In October 2002, the U.S. Army War College’s Strategic Studies Institute, in coordination with the Office of the Army Deputy Chief of Staff/G-3, initiated a study to analyze how American and coalition forces can best address the requirements that will necessarily follow operational victory in a war with Iraq.
The objectives of the project were to determine and analyze probable missions for military forces in a post-Saddam Iraq; examine associated challenges; and formulate strategic recommendations for transferring responsibilities to coalition partners or civilian organizations, mitigating local animosity, and facilitating overall mission accomplishment in the war against terrorism. The study has much to offer planners and executors of operations to occupy and reconstruct Iraq, but also has many insights that will apply to achieving strategic objectives in any conflict after hostilities are concluded. The current war against terrorism has highlighted the danger posed by failed and struggling states. If this nation and its coalition partners decide to undertake the mission to remove Saddam Hussein, they will also have to be prepared to dedicate considerable time, manpower, and money to the effort to reconstruct Iraq after the fighting is over. Otherwise, the success of military operations will be ephemeral, and the problems they were designed to eliminate could return or be replaced by new and more virulent difficulties.
Reading it is like discovering the long lost works of Nostradamus or something. Virtually every pitfall and challenge we’ve had since we invaded Iraq is addressed in those 60+ pages of text. In fact, it really makes you wonder how anyone thought this was going to be worth the risk. It is an absolutely glaring contradiction to the rosy predictions made by guys like Rumsfeld and Wolfowitz, and makes the ‘Mission Accomplished’ incident seem even more absurd than it already appeared to be. It also reminds me of this: Iraq post-war plan muzzled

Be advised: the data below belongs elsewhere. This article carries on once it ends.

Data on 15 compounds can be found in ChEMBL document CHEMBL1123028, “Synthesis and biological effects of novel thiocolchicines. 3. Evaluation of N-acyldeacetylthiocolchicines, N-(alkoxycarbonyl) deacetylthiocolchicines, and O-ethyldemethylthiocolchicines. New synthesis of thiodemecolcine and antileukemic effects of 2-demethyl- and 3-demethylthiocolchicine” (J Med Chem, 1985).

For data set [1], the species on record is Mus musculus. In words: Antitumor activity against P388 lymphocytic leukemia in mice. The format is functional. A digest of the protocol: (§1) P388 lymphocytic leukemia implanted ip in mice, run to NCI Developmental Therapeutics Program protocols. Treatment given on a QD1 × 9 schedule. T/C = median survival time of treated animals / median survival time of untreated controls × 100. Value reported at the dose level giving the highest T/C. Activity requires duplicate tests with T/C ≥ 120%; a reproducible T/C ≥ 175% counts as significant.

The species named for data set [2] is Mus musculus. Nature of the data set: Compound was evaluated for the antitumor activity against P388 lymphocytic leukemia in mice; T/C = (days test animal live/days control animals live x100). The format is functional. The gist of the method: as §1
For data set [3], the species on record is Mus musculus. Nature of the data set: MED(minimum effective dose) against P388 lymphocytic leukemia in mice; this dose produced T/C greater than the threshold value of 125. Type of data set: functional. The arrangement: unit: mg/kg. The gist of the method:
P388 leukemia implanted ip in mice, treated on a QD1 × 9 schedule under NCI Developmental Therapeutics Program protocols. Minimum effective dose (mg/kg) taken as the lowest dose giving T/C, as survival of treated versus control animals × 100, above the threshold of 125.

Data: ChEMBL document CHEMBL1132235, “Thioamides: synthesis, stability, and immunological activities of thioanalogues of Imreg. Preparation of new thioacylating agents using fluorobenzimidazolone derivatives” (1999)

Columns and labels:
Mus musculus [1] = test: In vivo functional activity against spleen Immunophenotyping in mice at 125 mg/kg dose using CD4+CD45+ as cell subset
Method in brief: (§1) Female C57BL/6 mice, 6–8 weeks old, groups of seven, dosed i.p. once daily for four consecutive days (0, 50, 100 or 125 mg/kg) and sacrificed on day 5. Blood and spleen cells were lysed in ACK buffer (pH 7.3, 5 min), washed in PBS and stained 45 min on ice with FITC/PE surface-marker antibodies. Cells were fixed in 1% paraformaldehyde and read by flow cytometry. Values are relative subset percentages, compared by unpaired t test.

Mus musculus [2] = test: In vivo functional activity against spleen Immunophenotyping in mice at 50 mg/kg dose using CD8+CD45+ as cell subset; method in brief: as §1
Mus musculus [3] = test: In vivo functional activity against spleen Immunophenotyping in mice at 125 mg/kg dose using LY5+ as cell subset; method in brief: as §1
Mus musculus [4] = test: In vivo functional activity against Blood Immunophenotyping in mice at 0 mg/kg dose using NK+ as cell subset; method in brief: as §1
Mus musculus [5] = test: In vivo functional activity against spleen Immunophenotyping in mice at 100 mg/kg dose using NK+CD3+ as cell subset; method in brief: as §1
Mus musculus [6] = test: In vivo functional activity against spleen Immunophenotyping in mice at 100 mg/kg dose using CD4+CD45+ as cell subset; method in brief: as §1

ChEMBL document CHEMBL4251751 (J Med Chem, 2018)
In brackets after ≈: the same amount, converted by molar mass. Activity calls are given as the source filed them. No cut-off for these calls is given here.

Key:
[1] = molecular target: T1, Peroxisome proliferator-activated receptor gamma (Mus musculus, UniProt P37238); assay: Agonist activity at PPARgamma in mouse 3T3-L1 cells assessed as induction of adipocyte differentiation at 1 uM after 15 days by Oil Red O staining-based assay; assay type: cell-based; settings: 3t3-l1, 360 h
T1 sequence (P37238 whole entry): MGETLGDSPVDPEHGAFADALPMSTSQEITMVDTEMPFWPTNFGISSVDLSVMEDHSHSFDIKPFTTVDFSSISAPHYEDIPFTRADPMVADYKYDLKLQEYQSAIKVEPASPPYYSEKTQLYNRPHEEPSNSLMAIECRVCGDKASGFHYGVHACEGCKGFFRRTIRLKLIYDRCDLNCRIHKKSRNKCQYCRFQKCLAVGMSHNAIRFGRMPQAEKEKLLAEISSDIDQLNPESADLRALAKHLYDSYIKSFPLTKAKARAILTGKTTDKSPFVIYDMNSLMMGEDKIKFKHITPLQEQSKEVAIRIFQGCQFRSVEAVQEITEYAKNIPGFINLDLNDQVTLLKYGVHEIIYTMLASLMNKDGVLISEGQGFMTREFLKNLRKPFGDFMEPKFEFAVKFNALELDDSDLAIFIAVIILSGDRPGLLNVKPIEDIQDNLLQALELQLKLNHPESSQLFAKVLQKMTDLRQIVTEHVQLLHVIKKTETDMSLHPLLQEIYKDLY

“The secretary of defense continued to push on us … that everything we write in our plan has to be the idea that we are going to go in, we’re going to take out the regime, and then we’re going to leave,” Scheid said. “We won’t stay.”
Scheid said the planners continued to try “to write what was called Phase 4,” or the piece of the plan that included post-invasion operations like occupation.
Even if the troops didn’t stay, “at least we have to plan for it,” Scheid said.
“I remember the secretary of defense saying that he would fire the next person that said that,” Scheid said. “We would not do planning for Phase 4 operations, which would require all those additional troops that people talk about today.
“He said we will not do that because the American public will not back us if they think we are going over there for a long war.”
Ya don’t say?
Update: In today’s WaPo: Assessments Made in 2003 Foretold Situation in Iraq
The two assessments, titled “Principal Challenges in Post-Saddam Iraq” and “Regional Consequences of Regime Change in Iraq,” were produced by the National Intelligence Council (NIC) and will be a major part of the Senate Select Committee on Intelligence’s long-awaited Phase II report on prewar intelligence assessments about Iraq. The assessments were delivered to the White House and to congressional intelligence committees before the war started.